• The report also found that women's participation had declined in more than 5 out of 10 sectors since the implementation of the Act.
  • According to the report, 7 out of the 10 sectors reviewed were expected to show positive momentum in women's workforce participation in the medium term, owing to the Act. However, 5 of the 10 sectors have experienced a drop in the share of women in their workforce.
  • Women face various challenges after maternity, with the majority (30%) citing wage cuts, followed by resistance or lack of support from family (25%) and access to childcare (20%), according to the report.


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Fact File

Amit Shah launches Vibrant Villages Programme in Arunachal: What is this scheme

  • During his recent visit to Arunachal Pradesh, Union Home Minister Amit Shah launched the 'Vibrant Villages Programme' (VVP) in the border village of Kibithoo.

The ‘Vibrant Villages Programme’

  • The Union government has approved the Centrally Sponsored Scheme called the "Vibrant Villages Programme" (VVP) for the Financial Years 2022-23 to 2025-26 with a financial allocation of Rs. 4800 Crore.
  • The program aims to comprehensively develop villages of blocks on the northern border, improving the quality of life for people living in identified border villages, encouraging people to stay in their native locations in border areas and reversing the outmigration from these villages, which would add to improved border security.
  • The scheme will provide funds for the development of essential infrastructure and creation of livelihoodopportunities in 19 districts and 46 border blocks in four states and one UT along the northern land border of the country, helping in achieving inclusive growth and retaining the population in the border areas. 
  • In the first phase, 663 villages will be taken up in the program.
  • The scheme aims to identify and develop economic drivers based on local natural humanand other resources of the border villages on the northern border and development of growth centers on a "Hub and Spoke Model" through promotion of social entrepreneurship, empowerment of youth and women through skill developmentand entrepreneurship, leveraging the tourism potential through promotion of local cultural, traditional knowledge and heritage, and development of sustainable eco-agribusinesses on the concept of "One village-One product" through community-based organizations, cooperatives, SHGs, NGOs, etc.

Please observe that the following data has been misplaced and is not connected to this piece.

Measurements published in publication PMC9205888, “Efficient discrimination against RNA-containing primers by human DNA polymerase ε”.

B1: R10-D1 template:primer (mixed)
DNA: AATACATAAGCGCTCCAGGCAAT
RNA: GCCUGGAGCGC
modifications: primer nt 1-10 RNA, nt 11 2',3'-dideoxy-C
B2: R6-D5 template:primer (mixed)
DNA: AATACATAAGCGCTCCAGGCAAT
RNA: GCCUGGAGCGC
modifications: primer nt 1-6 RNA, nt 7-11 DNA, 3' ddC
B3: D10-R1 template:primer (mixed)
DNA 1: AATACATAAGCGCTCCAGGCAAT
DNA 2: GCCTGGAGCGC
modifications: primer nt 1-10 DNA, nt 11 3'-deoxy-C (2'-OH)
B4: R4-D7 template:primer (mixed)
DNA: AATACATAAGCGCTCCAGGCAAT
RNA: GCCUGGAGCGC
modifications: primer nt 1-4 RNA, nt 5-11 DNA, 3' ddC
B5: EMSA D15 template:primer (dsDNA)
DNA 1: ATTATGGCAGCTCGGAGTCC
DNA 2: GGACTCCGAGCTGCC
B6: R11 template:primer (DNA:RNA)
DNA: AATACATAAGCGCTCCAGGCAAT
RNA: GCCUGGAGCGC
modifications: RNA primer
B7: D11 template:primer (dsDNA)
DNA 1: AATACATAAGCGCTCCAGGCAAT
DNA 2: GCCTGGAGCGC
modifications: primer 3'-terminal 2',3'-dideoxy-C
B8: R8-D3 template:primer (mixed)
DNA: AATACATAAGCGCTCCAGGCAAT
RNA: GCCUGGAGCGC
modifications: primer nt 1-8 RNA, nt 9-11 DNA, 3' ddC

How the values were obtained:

• Vibrant Village Action Plans will be created by the district administration with the help of Gram Panchayats to ensure 100% saturation of Central and state schemes.
  • The key outcomes that have been attempted are connectivity with all-weather roads, drinking water, 24x7 electricity – with a focus on solar and wind energy, mobile and internet connectivity, tourist centers, multi-purpose centers, and health and wellness centers.
  • There will be no overlap with the Border Area Development Programme, and out of the financial allocation of Rs. 4800 Crore, 2500 crore rupees will be used for roads.

Jallianwala Bagh massacre: What happened to General Dyer after he ordered firing on Indians? 

  • The Jallianwala Bagh massacre on April 13, 1919, was intended to be a protest meeting of Indians in a walled compound in Amritsar, Punjab, which was under British colonial rule. However, the event resulted in a brutal act of violence that remains as one of the most enduring memories of the cruelty of colonialism.

Jallianwala Bagh massacre

  • April 13 marked the Sikh festival of Baisakhi and a gathering was held at Jallianwala Bagh in defiance of colonial orders and to protest the Rowlatt Bills.
  • The Rowlatt Bills curtailed civil liberties and allowed for arbitrary arrests without trial.
  • Col. Dyer was sent to Amritsar to impose martial rule, and on April 13, he and his troops entered Jallianwala Bagh, where around 10,000 to 12,000 people had gathered.
  • Without warning, Dyer ordered his troops to fire, and they shot 1,650 rounds into the crowd for about 10 minutes.
  • The Hunter Committee of 1920 investigated Dyer's actions, and a later investigation showed that 379 people were killed and many were wounded.
  • Indian leaders, including Nobel laureate poet Rabindranath Tagore, expressed their anger and protested in response to the killings.